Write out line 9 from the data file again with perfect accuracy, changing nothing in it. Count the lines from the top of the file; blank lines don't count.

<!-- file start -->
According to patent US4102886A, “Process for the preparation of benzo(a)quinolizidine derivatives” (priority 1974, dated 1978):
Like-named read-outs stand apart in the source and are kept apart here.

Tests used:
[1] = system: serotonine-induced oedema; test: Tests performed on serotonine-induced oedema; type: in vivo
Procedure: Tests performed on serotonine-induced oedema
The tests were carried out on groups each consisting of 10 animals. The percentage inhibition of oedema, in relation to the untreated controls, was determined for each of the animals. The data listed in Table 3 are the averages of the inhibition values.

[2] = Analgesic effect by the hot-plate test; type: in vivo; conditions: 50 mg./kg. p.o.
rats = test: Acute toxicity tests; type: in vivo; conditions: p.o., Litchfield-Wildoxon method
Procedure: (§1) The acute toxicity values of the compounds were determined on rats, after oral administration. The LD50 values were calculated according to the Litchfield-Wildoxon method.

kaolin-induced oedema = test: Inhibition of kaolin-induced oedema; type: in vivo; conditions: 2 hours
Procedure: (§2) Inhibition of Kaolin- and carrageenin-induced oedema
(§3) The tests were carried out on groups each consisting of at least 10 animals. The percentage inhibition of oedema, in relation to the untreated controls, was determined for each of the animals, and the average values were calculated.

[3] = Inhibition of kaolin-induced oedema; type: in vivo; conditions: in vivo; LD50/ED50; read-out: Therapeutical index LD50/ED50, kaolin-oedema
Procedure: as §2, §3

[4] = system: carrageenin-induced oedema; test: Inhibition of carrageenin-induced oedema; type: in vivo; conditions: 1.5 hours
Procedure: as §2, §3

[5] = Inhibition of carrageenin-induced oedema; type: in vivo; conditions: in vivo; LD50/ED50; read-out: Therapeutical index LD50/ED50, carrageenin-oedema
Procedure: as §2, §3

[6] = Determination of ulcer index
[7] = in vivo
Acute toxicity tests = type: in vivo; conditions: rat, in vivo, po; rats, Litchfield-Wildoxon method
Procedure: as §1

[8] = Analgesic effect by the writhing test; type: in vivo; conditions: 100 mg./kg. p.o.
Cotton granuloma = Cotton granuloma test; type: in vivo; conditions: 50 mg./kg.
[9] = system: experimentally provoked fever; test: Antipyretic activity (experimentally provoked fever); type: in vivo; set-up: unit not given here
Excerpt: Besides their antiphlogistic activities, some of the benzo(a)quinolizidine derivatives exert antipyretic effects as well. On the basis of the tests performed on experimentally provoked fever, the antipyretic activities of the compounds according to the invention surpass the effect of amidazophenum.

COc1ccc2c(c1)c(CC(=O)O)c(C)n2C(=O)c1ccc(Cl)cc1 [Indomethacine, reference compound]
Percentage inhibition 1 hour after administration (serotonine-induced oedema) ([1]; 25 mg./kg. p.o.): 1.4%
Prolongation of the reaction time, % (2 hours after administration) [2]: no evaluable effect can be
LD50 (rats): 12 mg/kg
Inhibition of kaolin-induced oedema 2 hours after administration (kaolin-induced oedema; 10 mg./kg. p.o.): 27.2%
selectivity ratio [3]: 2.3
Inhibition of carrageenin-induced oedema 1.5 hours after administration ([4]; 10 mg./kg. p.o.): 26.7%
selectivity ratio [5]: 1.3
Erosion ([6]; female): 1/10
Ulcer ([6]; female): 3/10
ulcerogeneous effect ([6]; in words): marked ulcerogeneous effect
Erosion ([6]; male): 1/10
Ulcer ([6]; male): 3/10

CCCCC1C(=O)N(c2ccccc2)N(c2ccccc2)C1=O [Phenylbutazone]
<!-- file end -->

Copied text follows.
Procedure: (§1) The acute toxicity values of the compounds were determined on rats, after oral administration. The LD50 values were calculated according to the Litchfield-Wildoxon method.